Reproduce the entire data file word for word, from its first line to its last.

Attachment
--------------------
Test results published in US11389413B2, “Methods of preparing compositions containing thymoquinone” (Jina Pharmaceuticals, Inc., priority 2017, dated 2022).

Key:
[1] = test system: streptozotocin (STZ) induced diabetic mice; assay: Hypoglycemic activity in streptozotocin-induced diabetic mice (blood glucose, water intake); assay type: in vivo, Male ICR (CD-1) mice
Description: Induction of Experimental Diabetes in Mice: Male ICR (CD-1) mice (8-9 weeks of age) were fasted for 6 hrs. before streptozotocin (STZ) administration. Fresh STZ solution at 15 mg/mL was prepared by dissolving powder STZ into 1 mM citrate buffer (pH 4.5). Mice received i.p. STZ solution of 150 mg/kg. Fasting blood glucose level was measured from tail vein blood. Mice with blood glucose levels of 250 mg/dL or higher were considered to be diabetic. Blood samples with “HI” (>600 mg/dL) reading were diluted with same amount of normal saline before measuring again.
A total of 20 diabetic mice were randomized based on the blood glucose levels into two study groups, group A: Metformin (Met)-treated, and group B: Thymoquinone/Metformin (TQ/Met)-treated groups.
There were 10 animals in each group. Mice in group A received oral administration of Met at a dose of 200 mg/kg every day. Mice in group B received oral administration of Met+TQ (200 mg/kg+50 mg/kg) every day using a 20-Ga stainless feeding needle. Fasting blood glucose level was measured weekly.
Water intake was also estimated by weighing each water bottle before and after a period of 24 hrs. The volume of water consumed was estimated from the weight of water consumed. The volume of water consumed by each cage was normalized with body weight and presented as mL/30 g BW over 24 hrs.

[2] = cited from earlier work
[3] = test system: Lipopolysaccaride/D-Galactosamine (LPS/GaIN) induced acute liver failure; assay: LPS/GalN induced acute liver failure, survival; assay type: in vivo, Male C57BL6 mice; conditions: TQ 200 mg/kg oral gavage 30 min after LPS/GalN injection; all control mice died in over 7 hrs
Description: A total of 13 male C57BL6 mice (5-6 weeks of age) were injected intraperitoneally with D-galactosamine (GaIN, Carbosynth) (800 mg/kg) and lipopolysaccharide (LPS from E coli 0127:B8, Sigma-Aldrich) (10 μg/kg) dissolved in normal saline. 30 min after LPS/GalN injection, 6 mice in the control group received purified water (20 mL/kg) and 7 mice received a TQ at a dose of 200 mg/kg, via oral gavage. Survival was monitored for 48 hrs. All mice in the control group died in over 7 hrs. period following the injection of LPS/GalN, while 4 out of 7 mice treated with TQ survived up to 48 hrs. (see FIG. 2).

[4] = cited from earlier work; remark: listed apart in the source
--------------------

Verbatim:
Test results published in US11389413B2, “Methods of preparing compositions containing thymoquinone” (Jina Pharmaceuticals, Inc., priority 2017, dated 2022).

Key:
[1] = test system: streptozotocin (STZ) induced diabetic mice; assay: Hypoglycemic activity in streptozotocin-induced diabetic mice (blood glucose, water intake); assay type: in vivo, Male ICR (CD-1) mice
Description: Induction of Experimental Diabetes in Mice: Male ICR (CD-1) mice (8-9 weeks of age) were fasted for 6 hrs. before streptozotocin (STZ) administration. Fresh STZ solution at 15 mg/mL was prepared by dissolving powder STZ into 1 mM citrate buffer (pH 4.5). Mice received i.p. STZ solution of 150 mg/kg. Fasting blood glucose level was measured from tail vein blood. Mice with blood glucose levels of 250 mg/dL or higher were considered to be diabetic. Blood samples with “HI” (>600 mg/dL) reading were diluted with same amount of normal saline before measuring again.
A total of 20 diabetic mice were randomized based on the blood glucose levels into two study groups, group A: Metformin (Met)-treated, and group B: Thymoquinone/Metformin (TQ/Met)-treated groups.
There were 10 animals in each group. Mice in group A received oral administration of Met at a dose of 200 mg/kg every day. Mice in group B received oral administration of Met+TQ (200 mg/kg+50 mg/kg) every day using a 20-Ga stainless feeding needle. Fasting blood glucose level was measured weekly.
Water intake was also estimated by weighing each water bottle before and after a period of 24 hrs. The volume of water consumed was estimated from the weight of water consumed. The volume of water consumed by each cage was normalized with body weight and presented as mL/30 g BW over 24 hrs.

[2] = cited from earlier work
[3] = test system: Lipopolysaccaride/D-Galactosamine (LPS/GaIN) induced acute liver failure; assay: LPS/GalN induced acute liver failure, survival; assay type: in vivo, Male C57BL6 mice; conditions: TQ 200 mg/kg oral gavage 30 min after LPS/GalN injection; all control mice died in over 7 hrs
Description: A total of 13 male C57BL6 mice (5-6 weeks of age) were injected intraperitoneally with D-galactosamine (GaIN, Carbosynth) (800 mg/kg) and lipopolysaccharide (LPS from E coli 0127:B8, Sigma-Aldrich) (10 μg/kg) dissolved in normal saline. 30 min after LPS/GalN injection, 6 mice in the control group received purified water (20 mL/kg) and 7 mice received a TQ at a dose of 200 mg/kg, via oral gavage. Survival was monitored for 48 hrs. All mice in the control group died in over 7 hrs. period following the injection of LPS/GalN, while 4 out of 7 mice treated with TQ survived up to 48 hrs. (see FIG. 2).

[4] = cited from earlier work; remark: listed apart in the source